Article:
The nurses' residence at St. George's Hospital, Alert Bay. The two-story part was built in 1925 while the lower structure in the distance was added in 1941. In what was primarily an Anglican town, the first St. George's Hospital opened in 1909 and burned down in 1923. The hospital buildings still extant in the summer of 2002, behind the nurses residence (out of the picture on the left) are low, flat roofed structures with horizontal board siding and large, multipaned wooden windows--a style that reflects their parentage as an RCAF hospital from the Second World War (apparently originally located in Port Hardy and floated over--source: North Island Heritage Inventory and Evaluation (Insight Consultants, 1984), BC Heritage Branch Library, Victoria). Since the opening of the Cormorant Island Health Centre next to "St. Mike's" (below) these buildings have been abandoned. I'm unsure whether there is to be a new hospital built at Alert Bay, or whether the health centre is the permanent replacement for St. George's.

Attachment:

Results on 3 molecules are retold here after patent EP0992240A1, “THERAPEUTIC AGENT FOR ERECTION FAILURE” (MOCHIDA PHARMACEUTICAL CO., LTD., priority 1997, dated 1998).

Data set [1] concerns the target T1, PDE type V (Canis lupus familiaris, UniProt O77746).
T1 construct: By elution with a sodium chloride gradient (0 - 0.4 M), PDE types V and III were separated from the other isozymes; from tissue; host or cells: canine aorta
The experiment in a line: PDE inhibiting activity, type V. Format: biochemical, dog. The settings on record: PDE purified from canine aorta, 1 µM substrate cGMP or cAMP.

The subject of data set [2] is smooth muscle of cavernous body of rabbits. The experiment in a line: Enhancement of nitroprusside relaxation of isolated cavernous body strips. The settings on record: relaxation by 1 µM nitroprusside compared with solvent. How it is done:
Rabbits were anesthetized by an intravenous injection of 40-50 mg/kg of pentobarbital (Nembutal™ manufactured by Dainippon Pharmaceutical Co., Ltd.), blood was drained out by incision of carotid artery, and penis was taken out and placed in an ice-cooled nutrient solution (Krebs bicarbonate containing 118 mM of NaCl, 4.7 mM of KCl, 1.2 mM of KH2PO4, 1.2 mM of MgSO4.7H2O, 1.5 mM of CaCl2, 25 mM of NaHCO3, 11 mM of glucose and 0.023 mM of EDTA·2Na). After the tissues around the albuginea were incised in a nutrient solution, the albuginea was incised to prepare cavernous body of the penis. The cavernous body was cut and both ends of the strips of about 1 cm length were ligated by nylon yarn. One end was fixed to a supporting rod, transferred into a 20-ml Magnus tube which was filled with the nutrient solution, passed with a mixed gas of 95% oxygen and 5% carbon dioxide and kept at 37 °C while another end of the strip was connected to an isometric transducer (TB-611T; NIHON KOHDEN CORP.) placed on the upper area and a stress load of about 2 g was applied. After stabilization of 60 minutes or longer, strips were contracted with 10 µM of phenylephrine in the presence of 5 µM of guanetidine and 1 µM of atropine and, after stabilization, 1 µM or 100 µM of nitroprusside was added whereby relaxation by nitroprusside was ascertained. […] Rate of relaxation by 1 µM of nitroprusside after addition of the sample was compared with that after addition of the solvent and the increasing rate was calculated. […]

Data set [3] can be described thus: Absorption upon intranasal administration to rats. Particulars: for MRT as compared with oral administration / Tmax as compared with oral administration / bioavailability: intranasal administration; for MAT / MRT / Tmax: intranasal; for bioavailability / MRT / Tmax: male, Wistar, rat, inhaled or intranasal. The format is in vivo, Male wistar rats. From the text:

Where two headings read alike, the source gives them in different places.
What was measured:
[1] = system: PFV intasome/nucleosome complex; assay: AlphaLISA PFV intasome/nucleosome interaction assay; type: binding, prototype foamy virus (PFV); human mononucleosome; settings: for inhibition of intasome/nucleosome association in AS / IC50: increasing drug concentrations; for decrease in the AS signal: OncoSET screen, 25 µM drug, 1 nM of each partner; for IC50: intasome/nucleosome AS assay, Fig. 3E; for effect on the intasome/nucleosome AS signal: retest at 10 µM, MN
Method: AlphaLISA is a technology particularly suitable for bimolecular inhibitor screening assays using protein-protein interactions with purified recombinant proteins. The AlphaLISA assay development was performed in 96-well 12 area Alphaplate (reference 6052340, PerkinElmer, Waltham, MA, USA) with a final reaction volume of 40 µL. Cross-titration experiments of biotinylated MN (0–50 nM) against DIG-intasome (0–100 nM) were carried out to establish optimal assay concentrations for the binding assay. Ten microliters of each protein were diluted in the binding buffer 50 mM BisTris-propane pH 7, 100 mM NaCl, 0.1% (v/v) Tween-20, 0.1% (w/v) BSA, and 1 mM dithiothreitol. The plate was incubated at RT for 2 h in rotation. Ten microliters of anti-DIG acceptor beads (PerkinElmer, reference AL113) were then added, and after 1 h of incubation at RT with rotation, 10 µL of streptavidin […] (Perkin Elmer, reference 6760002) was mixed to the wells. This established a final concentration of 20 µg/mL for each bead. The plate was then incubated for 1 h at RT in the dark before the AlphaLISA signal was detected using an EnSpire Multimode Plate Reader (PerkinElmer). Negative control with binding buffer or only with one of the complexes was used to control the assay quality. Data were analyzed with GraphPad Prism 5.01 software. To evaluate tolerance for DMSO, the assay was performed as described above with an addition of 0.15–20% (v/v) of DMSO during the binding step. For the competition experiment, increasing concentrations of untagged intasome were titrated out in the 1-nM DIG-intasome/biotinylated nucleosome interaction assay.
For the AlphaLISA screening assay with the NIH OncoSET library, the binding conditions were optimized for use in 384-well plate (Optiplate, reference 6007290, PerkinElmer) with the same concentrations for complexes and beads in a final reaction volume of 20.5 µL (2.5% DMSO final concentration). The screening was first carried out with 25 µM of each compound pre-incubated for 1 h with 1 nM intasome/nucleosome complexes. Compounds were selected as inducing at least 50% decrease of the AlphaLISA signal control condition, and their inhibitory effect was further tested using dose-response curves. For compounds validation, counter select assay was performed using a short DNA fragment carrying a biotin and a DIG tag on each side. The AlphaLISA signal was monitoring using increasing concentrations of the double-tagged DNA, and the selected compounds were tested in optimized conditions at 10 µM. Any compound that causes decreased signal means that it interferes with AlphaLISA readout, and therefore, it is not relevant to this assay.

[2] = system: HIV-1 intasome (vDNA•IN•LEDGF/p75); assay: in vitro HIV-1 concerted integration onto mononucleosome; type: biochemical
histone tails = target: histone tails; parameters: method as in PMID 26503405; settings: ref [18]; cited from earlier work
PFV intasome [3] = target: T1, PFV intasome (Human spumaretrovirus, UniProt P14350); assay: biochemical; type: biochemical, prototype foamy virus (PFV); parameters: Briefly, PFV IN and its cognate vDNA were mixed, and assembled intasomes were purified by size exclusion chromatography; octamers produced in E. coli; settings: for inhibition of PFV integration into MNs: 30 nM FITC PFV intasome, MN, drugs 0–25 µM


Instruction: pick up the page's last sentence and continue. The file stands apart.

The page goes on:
St. Michael's Residential School ("St. Mike's")